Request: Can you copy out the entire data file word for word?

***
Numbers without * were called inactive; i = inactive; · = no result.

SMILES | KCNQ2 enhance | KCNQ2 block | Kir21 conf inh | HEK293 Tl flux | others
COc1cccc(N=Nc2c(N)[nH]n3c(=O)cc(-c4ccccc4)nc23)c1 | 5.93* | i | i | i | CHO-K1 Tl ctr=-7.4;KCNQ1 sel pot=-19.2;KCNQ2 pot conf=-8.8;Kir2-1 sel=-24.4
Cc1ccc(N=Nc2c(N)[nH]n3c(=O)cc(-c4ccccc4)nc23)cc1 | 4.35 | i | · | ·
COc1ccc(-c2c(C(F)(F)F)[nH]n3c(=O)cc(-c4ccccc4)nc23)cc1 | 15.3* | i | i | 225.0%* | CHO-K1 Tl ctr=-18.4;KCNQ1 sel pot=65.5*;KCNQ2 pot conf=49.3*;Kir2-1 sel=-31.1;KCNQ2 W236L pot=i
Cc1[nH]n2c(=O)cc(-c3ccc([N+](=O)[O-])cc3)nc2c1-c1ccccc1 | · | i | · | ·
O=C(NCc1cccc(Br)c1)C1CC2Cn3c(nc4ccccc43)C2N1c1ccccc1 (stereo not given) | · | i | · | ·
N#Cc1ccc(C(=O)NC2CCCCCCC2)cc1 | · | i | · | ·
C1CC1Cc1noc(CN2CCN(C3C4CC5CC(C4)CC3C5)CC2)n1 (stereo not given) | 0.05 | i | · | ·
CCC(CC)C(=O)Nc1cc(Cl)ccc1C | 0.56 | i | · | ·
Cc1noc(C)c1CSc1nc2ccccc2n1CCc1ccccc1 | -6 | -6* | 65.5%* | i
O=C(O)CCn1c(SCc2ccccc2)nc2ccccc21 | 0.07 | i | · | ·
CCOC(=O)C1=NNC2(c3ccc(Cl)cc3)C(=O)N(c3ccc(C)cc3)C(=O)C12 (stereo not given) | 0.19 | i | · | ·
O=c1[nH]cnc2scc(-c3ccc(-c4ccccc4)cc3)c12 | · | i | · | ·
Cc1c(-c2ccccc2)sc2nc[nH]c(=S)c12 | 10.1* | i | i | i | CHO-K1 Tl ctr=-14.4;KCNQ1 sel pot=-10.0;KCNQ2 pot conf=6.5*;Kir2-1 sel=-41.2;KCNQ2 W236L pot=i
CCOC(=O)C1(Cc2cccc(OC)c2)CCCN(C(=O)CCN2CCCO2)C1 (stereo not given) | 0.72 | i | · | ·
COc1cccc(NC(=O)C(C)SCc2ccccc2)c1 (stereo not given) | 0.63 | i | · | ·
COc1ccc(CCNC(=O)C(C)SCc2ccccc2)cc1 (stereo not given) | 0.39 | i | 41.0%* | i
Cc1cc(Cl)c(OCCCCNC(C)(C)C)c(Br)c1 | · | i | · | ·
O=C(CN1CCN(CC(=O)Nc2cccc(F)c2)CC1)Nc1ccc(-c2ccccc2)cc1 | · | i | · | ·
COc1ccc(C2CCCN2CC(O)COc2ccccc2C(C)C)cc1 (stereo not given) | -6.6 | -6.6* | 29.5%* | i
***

Numbers without * were called inactive; i = inactive; · = no result.

SMILES | KCNQ2 enhance | KCNQ2 block | Kir21 conf inh | HEK293 Tl flux | others
COc1cccc(N=Nc2c(N)[nH]n3c(=O)cc(-c4ccccc4)nc23)c1 | 5.93* | i | i | i | CHO-K1 Tl ctr=-7.4;KCNQ1 sel pot=-19.2;KCNQ2 pot conf=-8.8;Kir2-1 sel=-24.4
Cc1ccc(N=Nc2c(N)[nH]n3c(=O)cc(-c4ccccc4)nc23)cc1 | 4.35 | i | · | ·
COc1ccc(-c2c(C(F)(F)F)[nH]n3c(=O)cc(-c4ccccc4)nc23)cc1 | 15.3* | i | i | 225.0%* | CHO-K1 Tl ctr=-18.4;KCNQ1 sel pot=65.5*;KCNQ2 pot conf=49.3*;Kir2-1 sel=-31.1;KCNQ2 W236L pot=i
Cc1[nH]n2c(=O)cc(-c3ccc([N+](=O)[O-])cc3)nc2c1-c1ccccc1 | · | i | · | ·
O=C(NCc1cccc(Br)c1)C1CC2Cn3c(nc4ccccc43)C2N1c1ccccc1 (stereo not given) | · | i | · | ·
N#Cc1ccc(C(=O)NC2CCCCCCC2)cc1 | · | i | · | ·
C1CC1Cc1noc(CN2CCN(C3C4CC5CC(C4)CC3C5)CC2)n1 (stereo not given) | 0.05 | i | · | ·
CCC(CC)C(=O)Nc1cc(Cl)ccc1C | 0.56 | i | · | ·
Cc1noc(C)c1CSc1nc2ccccc2n1CCc1ccccc1 | -6 | -6* | 65.5%* | i
O=C(O)CCn1c(SCc2ccccc2)nc2ccccc21 | 0.07 | i | · | ·
CCOC(=O)C1=NNC2(c3ccc(Cl)cc3)C(=O)N(c3ccc(C)cc3)C(=O)C12 (stereo not given) | 0.19 | i | · | ·
O=c1[nH]cnc2scc(-c3ccc(-c4ccccc4)cc3)c12 | · | i | · | ·
Cc1c(-c2ccccc2)sc2nc[nH]c(=S)c12 | 10.1* | i | i | i | CHO-K1 Tl ctr=-14.4;KCNQ1 sel pot=-10.0;KCNQ2 pot conf=6.5*;Kir2-1 sel=-41.2;KCNQ2 W236L pot=i
CCOC(=O)C1(Cc2cccc(OC)c2)CCCN(C(=O)CCN2CCCO2)C1 (stereo not given) | 0.72 | i | · | ·
COc1cccc(NC(=O)C(C)SCc2ccccc2)c1 (stereo not given) | 0.63 | i | · | ·
COc1ccc(CCNC(=O)C(C)SCc2ccccc2)cc1 (stereo not given) | 0.39 | i | 41.0%* | i
Cc1cc(Cl)c(OCCCCNC(C)(C)C)c(Br)c1 | · | i | · | ·
O=C(CN1CCN(CC(=O)Nc2cccc(F)c2)CC1)Nc1ccc(-c2ccccc2)cc1 | · | i | · | ·
COc1ccc(C2CCCN2CC(O)COc2ccccc2C(C)C)cc1 (stereo not given) | -6.6 | -6.6* | 29.5%* | i